On the day of her execution, she refused to put her head on the block and the executioner had to pursue her to the Green Tower.

He knocked down his axe many times on her before she died in excruciating pain.

His ghost would reappear every year at the foot of the Green Tower on the anniversary of his execution.

The Ghosts of the Tower of London: Thomas Becket

Thomas Becket, known as Saint Thomas of Canterbury, was Archbishop of Canterbury from 1162 to 1170.

He engaged in a conflict with King Henry II of England over the rights and privileges of the Church.

He was eventually murdered by the king's supporters.

He was canonized in 1173 in Canterbury Cathedral, which became a place of pilgrimage.

Thomas Becket was seen 71 years after his murder.

Sometimes its spectrum was seen in the tower bearing his name, the Tower of St. Thomas, especially when modifications were made.

Buildings were often delayed by unexplainable accidents or by raging elements.

A priest claimed to have seen Thomas' ghostly form, hitting a building with his cross until it gave way.

The Ghosts of Guildford Dudley & Lady Jane Grey

Promised to the young Edward VI, Lady Jane Grey had the honour of receiving the royal legacy.

On the other hand, the young king died and left her alone to the throne that she did not really want.

She was forcibly married to Guildford Dudley.

Thanks to her parents' machinations, her stepfather's hopes were fulfilled and she became queen.

It was not his choice but his parents'.

Nevertheless, the two newlyweds quickly fell in love with each other, but their peace was short-lived, as was their life.

They were only on the throne for two weeks before being thrown in prison.

Only 15 years old, Lady Jane Grey was beheaded a few hours after her lover.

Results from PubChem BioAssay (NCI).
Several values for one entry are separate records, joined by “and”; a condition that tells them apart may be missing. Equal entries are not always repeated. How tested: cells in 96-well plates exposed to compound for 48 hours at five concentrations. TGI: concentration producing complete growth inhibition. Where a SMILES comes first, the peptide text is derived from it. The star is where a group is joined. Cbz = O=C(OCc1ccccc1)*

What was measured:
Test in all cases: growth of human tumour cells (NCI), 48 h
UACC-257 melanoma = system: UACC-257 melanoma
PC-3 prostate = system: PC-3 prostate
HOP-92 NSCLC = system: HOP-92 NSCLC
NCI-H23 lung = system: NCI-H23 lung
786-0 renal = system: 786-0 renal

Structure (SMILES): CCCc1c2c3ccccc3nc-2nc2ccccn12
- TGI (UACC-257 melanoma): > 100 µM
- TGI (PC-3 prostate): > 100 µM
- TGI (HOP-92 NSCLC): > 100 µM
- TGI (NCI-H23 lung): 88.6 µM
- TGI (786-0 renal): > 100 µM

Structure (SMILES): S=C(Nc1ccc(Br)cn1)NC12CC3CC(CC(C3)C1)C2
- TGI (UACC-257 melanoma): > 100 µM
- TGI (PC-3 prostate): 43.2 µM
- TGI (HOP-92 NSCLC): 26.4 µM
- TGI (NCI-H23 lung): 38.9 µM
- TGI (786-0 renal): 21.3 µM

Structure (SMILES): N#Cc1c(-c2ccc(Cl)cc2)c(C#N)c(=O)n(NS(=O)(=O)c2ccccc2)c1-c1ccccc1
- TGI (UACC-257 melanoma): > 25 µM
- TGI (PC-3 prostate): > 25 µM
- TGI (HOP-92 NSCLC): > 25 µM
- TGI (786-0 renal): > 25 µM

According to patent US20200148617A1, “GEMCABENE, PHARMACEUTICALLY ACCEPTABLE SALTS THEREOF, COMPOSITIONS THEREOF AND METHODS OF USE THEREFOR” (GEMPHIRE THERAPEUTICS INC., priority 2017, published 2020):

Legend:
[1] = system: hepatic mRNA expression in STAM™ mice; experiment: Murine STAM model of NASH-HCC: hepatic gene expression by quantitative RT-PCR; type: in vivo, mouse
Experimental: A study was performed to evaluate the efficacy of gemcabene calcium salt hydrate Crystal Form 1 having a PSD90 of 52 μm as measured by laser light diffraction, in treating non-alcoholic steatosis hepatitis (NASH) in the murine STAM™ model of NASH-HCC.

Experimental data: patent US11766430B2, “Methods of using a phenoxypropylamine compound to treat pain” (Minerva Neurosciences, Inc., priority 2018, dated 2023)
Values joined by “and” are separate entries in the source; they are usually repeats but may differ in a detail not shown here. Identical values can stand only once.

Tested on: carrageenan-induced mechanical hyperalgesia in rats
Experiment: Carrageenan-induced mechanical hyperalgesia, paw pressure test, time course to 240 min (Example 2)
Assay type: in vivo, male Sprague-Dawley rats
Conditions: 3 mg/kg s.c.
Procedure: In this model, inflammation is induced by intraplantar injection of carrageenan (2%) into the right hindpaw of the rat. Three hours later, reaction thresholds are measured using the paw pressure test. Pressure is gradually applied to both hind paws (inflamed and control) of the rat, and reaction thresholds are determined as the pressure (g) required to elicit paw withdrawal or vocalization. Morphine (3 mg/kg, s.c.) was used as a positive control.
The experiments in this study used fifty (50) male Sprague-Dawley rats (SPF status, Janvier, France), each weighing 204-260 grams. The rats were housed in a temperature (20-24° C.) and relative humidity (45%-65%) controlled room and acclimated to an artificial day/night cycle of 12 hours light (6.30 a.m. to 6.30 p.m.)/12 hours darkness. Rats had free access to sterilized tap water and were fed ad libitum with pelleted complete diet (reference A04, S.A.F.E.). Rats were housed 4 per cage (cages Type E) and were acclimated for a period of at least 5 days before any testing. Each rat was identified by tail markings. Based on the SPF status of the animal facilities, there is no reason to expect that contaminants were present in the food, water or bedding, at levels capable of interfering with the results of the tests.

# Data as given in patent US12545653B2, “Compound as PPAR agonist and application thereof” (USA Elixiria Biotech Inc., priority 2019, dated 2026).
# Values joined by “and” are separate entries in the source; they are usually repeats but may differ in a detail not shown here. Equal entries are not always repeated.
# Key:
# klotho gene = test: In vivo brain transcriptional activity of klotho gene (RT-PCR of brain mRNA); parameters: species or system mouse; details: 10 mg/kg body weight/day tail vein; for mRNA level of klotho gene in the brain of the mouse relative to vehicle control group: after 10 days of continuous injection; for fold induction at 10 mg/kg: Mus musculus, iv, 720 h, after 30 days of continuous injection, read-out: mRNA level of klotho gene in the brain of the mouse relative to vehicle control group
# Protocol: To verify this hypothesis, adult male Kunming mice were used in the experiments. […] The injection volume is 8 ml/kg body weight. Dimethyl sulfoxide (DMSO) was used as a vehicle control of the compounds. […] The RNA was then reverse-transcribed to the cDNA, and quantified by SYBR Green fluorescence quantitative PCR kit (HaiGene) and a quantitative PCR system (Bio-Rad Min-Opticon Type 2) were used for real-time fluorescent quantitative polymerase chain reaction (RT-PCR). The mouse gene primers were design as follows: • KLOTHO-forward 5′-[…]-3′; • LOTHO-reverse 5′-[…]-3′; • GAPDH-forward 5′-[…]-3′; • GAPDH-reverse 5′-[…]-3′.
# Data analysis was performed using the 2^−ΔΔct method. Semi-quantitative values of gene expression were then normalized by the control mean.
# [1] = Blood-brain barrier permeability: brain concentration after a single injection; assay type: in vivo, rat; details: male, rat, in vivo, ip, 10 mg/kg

It is said that the cursed lovers were both seen in the corridors of the Tower of London.

The ghost of Guilford Dudley is said to have come to sit by a Beauchamp Tower window to mourn his beloved, as he did before his execution.

Lady Jane Grey was also seen several times after her death.

His last appearance was in 1957, when two sentries saw his ghost on the roof of the salt tower.

The Ghosts of the Tower of London: Henry VI

On May 21, 1471, while praying in his private chapel in Wakefield Tower, King Henry VI was stabbed.

He was a very religious man but made a bad monarch.

His ghost reappeared several times praying in the chapel of the Wakefield Tower.

London Tower Bear

Not all apparitions are of human beings, ghost animals were also observed, these apparitions are not surprising since there were menagerie in the tower of London for centuries.

The most famous ghost animal is a bear, in 1815, a guard from the Tower of London came face to face with a bear.

What was his amazement when, in trying to defend himself, he saw his weapon crossing the bear as if in the air.

This poor guard was so scared that he will die the next day.

See also:

The belief in one God in ancient Egypt, teaching of Hermes

Ce post a été modifié le 26 August 2019 10 h 12 min